College, just like everything else in 2020, is straight up bizarre — especially for freshmen who are living away from home for the first time, in dorms, but can’t have visitors, eat in a dining hall, party with new friends or enjoy any of the perks of freedom that are staples of campus life.
Yahoo Life checked in with five college freshmen living in dorms around the country to get a sense of what this surreal semester is like so far.
“I really wanted to live on campus, mostly because of the opportunities. I wanted to be able to connect with other students and talk to professors, and try to get an internship or maybe a job my freshman year,” says Louis Ciano, living in a single dorm at New York University.
But the reality, of course, has been quite different. There are no fully in-person classes (just blended and remote), and there’s no dining hall (Ciano eats mainly outside in the nearby park or in his courtyard). And, he says, “The university isn’t allowing anyone to go into other people’s rooms. We can’t go into other residence halls and we’re not really supposed to interact with other students who aren’t our roommates.” He’s mainly met new people in the courtyard or elevator. “The only other way to meet people is online, by just messaging them or walking up to people and introducing yourself. But you have to be careful, because sometimes the Ras or the people in charge will get mad at you.”
If they hang out in groups at all, he says, it can only be as big as groups of five people, with social distancing measures in place. “So, sometimes it’s a little bit difficult to talk to multiple people at once, especially if I’m with my suitemates, which is already three people.”
Ciano admits, “I actually got in trouble already. One of my suitemate’s friend from high school came into our room and we got written up and we're still waiting to hear back, but they basically told us that there's a high possibility that we could get removed from housing and have to go remote.”
Fellow NYU freshman Miles Solomon, meanwhile, tells Yahoo Life that he was worried about online classes, particularly because he’s an acting major, who’s “supposed to be connecting with people.” That is “what actors are supposed to do, but it’s hard when you’re doing it online and you have to interact with a Zoom screen.” But now, he says, “you have to go out of your way to make friends… You have to really put in the work.”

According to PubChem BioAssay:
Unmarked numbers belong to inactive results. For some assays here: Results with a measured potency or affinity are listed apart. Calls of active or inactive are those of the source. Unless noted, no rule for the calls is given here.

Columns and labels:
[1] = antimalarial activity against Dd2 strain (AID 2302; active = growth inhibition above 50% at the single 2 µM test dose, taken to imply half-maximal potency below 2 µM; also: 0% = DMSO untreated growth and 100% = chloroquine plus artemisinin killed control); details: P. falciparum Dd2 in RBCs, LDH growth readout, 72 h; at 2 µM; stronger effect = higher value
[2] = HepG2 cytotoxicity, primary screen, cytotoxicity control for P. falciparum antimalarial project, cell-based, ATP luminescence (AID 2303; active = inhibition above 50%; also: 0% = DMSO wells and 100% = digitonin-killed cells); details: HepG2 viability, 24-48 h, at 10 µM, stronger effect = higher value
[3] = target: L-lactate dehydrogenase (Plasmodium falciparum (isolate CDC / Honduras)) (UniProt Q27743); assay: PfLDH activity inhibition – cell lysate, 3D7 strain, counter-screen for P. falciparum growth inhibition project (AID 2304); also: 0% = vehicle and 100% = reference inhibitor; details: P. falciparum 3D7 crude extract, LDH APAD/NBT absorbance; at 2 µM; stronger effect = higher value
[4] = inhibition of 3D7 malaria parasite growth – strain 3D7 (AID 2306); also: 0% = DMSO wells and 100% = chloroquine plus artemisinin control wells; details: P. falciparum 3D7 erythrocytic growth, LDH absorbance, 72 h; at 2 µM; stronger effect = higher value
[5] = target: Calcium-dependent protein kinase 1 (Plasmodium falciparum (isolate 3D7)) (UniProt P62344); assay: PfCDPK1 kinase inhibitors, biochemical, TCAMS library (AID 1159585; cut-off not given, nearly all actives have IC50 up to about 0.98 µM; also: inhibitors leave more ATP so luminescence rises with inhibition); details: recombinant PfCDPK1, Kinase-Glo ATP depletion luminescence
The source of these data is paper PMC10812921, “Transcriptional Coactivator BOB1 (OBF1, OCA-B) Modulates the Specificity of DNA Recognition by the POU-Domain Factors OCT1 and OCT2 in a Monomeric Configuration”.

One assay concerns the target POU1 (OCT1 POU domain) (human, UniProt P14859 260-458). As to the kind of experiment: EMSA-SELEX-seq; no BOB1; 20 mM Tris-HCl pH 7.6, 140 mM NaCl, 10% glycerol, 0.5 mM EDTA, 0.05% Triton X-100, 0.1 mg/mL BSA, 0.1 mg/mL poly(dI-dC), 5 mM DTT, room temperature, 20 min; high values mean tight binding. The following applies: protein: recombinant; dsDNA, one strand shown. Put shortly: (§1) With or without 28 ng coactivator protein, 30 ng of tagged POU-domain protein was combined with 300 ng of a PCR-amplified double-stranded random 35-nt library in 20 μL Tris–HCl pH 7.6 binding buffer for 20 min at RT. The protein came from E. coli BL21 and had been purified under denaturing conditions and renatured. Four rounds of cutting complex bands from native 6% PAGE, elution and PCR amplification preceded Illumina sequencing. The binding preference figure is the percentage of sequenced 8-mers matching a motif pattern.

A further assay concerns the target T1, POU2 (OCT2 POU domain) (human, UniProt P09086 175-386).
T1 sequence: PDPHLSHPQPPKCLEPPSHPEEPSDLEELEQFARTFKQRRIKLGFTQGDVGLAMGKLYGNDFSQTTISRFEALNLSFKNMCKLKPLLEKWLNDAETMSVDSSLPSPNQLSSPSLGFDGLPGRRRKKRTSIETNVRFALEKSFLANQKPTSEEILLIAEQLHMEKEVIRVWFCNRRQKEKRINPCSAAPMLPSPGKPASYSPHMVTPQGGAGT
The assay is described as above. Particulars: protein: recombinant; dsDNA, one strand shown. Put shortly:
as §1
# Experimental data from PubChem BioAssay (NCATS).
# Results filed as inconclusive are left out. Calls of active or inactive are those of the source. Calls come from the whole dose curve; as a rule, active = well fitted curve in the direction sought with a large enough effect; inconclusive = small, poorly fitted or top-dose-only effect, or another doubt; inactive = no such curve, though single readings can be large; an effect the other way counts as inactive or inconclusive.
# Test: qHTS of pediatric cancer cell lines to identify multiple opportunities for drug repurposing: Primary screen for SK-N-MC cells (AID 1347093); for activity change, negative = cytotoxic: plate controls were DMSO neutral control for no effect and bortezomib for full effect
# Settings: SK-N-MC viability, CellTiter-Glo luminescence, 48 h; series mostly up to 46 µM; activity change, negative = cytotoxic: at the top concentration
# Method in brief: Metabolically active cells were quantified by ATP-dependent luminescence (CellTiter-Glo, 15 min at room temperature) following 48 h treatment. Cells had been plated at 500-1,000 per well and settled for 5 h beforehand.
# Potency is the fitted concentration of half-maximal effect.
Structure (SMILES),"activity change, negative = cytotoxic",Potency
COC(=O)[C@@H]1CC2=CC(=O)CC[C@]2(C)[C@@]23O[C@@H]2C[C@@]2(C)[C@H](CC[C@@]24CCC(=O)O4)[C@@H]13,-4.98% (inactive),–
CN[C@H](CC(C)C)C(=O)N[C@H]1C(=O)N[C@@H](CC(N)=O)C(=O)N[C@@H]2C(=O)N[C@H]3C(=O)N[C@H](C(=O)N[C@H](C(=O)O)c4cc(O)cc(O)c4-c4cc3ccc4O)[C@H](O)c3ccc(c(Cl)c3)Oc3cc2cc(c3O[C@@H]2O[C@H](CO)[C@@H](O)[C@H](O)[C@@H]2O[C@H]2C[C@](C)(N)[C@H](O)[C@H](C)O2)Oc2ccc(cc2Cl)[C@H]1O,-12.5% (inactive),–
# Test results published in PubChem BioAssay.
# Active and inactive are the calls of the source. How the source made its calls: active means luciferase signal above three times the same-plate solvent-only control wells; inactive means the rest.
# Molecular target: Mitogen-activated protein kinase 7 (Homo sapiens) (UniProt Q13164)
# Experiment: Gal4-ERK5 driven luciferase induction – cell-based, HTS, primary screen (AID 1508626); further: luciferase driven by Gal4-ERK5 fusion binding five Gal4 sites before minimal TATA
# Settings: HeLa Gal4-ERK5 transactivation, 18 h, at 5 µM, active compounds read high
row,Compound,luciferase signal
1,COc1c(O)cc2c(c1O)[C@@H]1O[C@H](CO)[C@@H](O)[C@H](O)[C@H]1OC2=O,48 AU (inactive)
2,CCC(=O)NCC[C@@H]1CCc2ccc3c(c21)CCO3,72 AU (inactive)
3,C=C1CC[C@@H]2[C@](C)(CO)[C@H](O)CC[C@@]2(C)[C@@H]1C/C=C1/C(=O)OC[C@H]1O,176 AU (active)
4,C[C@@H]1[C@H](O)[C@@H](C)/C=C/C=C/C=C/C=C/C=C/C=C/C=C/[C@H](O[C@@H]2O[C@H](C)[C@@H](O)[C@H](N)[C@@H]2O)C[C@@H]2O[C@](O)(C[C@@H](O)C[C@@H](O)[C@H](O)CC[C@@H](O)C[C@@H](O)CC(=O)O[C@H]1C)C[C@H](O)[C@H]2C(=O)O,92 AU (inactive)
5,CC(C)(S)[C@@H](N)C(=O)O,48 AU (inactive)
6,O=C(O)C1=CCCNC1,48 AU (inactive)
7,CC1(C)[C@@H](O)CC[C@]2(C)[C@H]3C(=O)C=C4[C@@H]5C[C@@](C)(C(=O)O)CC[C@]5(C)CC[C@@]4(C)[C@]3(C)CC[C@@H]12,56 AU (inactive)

Solomon, who lives in the dorms, adds, “I was planning on doing the freshmen plays, maybe some clubs and stuff like that, but now it’s just weird… I imagined having a free, full college experience or weekend, obviously partying and having a good time.” Now, he laments, “It’s very different. It’s very closed off… but at least I’m here in the city. I’d much rather be here than at home.”
Andrew Bloom, a freshman at Florida Gulf Coast University, says he was “planning on probably joining a fraternity,” but, he adds, “I don’t think I’m to do that this semester, just because everything going on.” He checked out rushing, which is “very weird right now,” he says.
“We’re on Zoom, and it’s around, like, 50 people… or they have you go to, like, I guess a little freshmen pool area and all the frats to over their fraternities, and you meet everyone by the pool, but you have to keep your mask on and social distance. It’s just very complicated and weird at the moment.”
Similarly, Samantha Rheingold, a freshman at the University of Florida, had a strange experience rushing her sorority — a process done completely on Zoom. “You had to send a video to them, and then round two was on Zoom. You would go into breakout rooms,” she explains. But there was a silver lining. “I feel like it was better than normal rush, because in Florida it’s so hot and it’s rainy and gross, and running around to all the different sororities, I hear, is awful. But definitely it was less comforting… harder to get the vibe and see if you really like that sorority.”
Mealtime at her house, she says, is “three girls to a table,” and unless you’re sitting down and eating, “you have to be wearing your mask.” And everything is in to-go boxes rather than normal plates. “They like, serve you. It used to be a buffet. I’m a freshman, so I don’t really know, but it’s definitely different than it was in the past.”
At Washington University, freshman Jamie Coslet has just one in-person class, every other week, for chemistry lab, which makes it harder to meet people, she says — especially with the big intro classes, which are pre-recorded.
Coslet adds, “I do actually think people are more willing to go out of their way to meet people. I wasn’t expecting that… Everyone I pass by says hello, everyone’s super friendly.”
Still, she says, “A lot of people are sticking to hanging out with their roommates and people they knew from high school,” a reminder of all the time he missed with high school friends during the end of senior year and throughout the summer in quarantine. “I actually did consider taking a gap year… or be fully remote,” she adds. “Ultimately, I didn’t want to do that, because I really wanted the in-person experience and to meet people around me who are going through the same thing as me.”
Video produced by Jenny Miller
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